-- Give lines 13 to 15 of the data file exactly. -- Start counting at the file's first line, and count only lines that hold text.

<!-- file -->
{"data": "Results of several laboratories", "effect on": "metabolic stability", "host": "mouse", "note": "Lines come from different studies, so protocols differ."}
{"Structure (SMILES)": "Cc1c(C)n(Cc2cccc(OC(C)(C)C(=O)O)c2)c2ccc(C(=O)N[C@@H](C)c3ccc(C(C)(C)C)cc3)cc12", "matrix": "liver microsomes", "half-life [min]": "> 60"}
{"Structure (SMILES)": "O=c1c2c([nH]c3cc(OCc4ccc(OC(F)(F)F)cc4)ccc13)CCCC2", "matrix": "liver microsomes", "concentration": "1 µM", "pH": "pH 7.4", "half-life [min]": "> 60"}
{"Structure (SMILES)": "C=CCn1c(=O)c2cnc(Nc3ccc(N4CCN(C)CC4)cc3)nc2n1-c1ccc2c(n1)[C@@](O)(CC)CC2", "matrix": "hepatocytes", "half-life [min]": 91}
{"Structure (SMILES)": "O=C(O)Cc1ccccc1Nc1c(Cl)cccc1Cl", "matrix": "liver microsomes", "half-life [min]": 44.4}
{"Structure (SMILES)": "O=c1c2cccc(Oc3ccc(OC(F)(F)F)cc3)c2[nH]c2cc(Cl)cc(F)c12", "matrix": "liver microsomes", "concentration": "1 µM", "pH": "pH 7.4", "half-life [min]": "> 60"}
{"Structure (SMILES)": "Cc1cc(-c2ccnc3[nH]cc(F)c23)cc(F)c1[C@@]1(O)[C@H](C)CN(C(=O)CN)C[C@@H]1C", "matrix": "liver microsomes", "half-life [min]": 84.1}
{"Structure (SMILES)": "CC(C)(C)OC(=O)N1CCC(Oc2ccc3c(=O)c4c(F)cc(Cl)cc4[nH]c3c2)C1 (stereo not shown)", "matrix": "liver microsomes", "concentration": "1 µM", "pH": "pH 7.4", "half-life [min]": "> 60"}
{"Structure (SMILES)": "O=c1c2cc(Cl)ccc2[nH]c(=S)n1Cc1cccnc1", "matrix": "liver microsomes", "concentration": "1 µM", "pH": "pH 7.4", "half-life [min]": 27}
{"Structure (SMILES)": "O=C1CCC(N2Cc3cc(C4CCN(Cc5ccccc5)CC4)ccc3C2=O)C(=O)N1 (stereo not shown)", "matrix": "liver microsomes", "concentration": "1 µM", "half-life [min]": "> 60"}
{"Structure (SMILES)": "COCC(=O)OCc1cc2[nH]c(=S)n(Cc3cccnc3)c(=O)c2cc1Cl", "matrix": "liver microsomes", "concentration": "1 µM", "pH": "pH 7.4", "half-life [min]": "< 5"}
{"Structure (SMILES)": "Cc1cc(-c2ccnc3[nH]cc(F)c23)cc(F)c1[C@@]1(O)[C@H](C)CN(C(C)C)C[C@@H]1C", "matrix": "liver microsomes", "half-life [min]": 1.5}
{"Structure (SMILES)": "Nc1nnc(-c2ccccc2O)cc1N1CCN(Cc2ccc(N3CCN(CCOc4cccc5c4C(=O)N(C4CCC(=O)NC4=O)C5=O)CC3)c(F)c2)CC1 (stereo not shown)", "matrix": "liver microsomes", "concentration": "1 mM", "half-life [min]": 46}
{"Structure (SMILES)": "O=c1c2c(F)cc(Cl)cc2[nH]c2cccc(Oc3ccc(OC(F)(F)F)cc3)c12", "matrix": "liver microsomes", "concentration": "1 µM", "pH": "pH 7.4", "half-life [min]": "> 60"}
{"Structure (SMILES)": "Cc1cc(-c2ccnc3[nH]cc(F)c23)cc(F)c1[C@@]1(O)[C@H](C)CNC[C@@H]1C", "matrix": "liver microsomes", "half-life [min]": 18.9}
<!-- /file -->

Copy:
{"Structure (SMILES)": "Nc1nnc(-c2ccccc2O)cc1N1CCN(Cc2ccc(N3CCN(CCOc4cccc5c4C(=O)N(C4CCC(=O)NC4=O)C5=O)CC3)c(F)c2)CC1 (stereo not shown)", "matrix": "liver microsomes", "concentration": "1 mM", "half-life [min]": 46}
{"Structure (SMILES)": "O=c1c2c(F)cc(Cl)cc2[nH]c2cccc(Oc3ccc(OC(F)(F)F)cc3)c12", "matrix": "liver microsomes", "concentration": "1 µM", "pH": "pH 7.4", "half-life [min]": "> 60"}
{"Structure (SMILES)": "Cc1cc(-c2ccnc3[nH]cc(F)c23)cc(F)c1[C@@]1(O)[C@H](C)CNC[C@@H]1C", "matrix": "liver microsomes", "half-life [min]": 18.9}